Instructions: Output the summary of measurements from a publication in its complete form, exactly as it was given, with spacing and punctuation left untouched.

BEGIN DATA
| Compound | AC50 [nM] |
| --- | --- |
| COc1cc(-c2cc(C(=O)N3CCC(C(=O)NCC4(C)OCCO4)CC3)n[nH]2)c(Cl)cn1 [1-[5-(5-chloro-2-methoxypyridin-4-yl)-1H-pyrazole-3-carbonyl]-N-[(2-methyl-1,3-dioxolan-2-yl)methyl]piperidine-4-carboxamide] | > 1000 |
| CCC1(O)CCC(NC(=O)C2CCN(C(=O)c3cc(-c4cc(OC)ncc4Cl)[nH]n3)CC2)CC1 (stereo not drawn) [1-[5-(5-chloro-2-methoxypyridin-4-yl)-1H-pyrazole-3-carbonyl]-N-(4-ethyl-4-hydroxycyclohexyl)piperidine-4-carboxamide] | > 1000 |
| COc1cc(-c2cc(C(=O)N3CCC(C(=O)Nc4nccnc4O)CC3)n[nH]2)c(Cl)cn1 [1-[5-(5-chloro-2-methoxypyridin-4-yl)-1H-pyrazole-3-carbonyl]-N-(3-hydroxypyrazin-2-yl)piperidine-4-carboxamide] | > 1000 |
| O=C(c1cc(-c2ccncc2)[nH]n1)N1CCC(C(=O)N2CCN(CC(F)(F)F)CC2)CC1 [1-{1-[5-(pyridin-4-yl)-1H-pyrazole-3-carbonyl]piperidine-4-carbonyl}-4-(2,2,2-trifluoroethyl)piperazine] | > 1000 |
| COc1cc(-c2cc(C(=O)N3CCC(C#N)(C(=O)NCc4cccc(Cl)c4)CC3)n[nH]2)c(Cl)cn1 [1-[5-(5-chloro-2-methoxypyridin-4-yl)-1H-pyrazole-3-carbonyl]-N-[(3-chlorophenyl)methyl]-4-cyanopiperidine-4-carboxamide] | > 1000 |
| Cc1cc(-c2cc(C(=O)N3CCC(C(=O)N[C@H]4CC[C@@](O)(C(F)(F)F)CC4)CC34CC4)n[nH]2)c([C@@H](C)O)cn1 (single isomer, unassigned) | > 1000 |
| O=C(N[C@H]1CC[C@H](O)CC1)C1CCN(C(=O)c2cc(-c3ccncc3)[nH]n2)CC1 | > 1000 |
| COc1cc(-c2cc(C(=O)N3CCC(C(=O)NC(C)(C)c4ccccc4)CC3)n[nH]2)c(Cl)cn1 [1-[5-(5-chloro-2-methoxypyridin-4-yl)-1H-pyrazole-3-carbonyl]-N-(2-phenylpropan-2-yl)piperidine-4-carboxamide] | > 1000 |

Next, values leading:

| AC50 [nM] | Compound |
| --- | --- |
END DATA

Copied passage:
| Compound | AC50 [nM] |
| --- | --- |
| COc1cc(-c2cc(C(=O)N3CCC(C(=O)NCC4(C)OCCO4)CC3)n[nH]2)c(Cl)cn1 [1-[5-(5-chloro-2-methoxypyridin-4-yl)-1H-pyrazole-3-carbonyl]-N-[(2-methyl-1,3-dioxolan-2-yl)methyl]piperidine-4-carboxamide] | > 1000 |
| CCC1(O)CCC(NC(=O)C2CCN(C(=O)c3cc(-c4cc(OC)ncc4Cl)[nH]n3)CC2)CC1 (stereo not drawn) [1-[5-(5-chloro-2-methoxypyridin-4-yl)-1H-pyrazole-3-carbonyl]-N-(4-ethyl-4-hydroxycyclohexyl)piperidine-4-carboxamide] | > 1000 |
| COc1cc(-c2cc(C(=O)N3CCC(C(=O)Nc4nccnc4O)CC3)n[nH]2)c(Cl)cn1 [1-[5-(5-chloro-2-methoxypyridin-4-yl)-1H-pyrazole-3-carbonyl]-N-(3-hydroxypyrazin-2-yl)piperidine-4-carboxamide] | > 1000 |
| O=C(c1cc(-c2ccncc2)[nH]n1)N1CCC(C(=O)N2CCN(CC(F)(F)F)CC2)CC1 [1-{1-[5-(pyridin-4-yl)-1H-pyrazole-3-carbonyl]piperidine-4-carbonyl}-4-(2,2,2-trifluoroethyl)piperazine] | > 1000 |
| COc1cc(-c2cc(C(=O)N3CCC(C#N)(C(=O)NCc4cccc(Cl)c4)CC3)n[nH]2)c(Cl)cn1 [1-[5-(5-chloro-2-methoxypyridin-4-yl)-1H-pyrazole-3-carbonyl]-N-[(3-chlorophenyl)methyl]-4-cyanopiperidine-4-carboxamide] | > 1000 |
| Cc1cc(-c2cc(C(=O)N3CCC(C(=O)N[C@H]4CC[C@@](O)(C(F)(F)F)CC4)CC34CC4)n[nH]2)c([C@@H](C)O)cn1 (single isomer, unassigned) | > 1000 |
| O=C(N[C@H]1CC[C@H](O)CC1)C1CCN(C(=O)c2cc(-c3ccncc3)[nH]n2)CC1 | > 1000 |
| COc1cc(-c2cc(C(=O)N3CCC(C(=O)NC(C)(C)c4ccccc4)CC3)n[nH]2)c(Cl)cn1 [1-[5-(5-chloro-2-methoxypyridin-4-yl)-1H-pyrazole-3-carbonyl]-N-(2-phenylpropan-2-yl)piperidine-4-carboxamide] | > 1000 |

Next, values leading:

| AC50 [nM] | Compound |
| --- | --- |